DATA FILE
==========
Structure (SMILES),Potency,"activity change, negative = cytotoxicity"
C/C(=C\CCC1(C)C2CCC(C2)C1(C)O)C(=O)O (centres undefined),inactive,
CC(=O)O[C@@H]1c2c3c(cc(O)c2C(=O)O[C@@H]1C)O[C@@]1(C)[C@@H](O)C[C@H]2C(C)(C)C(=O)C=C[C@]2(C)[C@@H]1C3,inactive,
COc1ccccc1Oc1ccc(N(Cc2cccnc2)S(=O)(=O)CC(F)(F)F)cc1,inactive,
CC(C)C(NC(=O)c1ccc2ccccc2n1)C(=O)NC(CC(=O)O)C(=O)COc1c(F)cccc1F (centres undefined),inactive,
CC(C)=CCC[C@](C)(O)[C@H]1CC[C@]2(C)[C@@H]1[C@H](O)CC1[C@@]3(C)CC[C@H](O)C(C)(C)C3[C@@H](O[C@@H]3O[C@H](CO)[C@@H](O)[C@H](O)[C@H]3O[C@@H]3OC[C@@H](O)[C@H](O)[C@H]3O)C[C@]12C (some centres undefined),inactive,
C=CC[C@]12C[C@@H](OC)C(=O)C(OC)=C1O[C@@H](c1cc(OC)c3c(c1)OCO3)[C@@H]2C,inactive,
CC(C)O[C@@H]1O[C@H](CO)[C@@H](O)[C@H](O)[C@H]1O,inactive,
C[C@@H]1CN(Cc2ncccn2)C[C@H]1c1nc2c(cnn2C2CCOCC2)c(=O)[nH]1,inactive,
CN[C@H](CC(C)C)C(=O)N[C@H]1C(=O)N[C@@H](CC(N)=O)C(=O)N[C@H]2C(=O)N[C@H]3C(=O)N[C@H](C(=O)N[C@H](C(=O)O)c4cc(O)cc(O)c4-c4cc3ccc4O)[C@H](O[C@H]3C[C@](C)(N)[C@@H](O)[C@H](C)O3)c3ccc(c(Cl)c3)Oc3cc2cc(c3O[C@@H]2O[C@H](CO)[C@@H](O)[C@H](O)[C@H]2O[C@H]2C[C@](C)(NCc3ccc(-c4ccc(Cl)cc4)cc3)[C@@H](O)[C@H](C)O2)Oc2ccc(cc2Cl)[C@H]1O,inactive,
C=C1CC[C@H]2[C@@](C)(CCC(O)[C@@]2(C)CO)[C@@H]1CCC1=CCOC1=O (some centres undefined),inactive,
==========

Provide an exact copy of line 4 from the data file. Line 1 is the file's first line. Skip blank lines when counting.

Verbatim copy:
COc1ccccc1Oc1ccc(N(Cc2cccnc2)S(=O)(=O)CC(F)(F)F)cc1,inactive,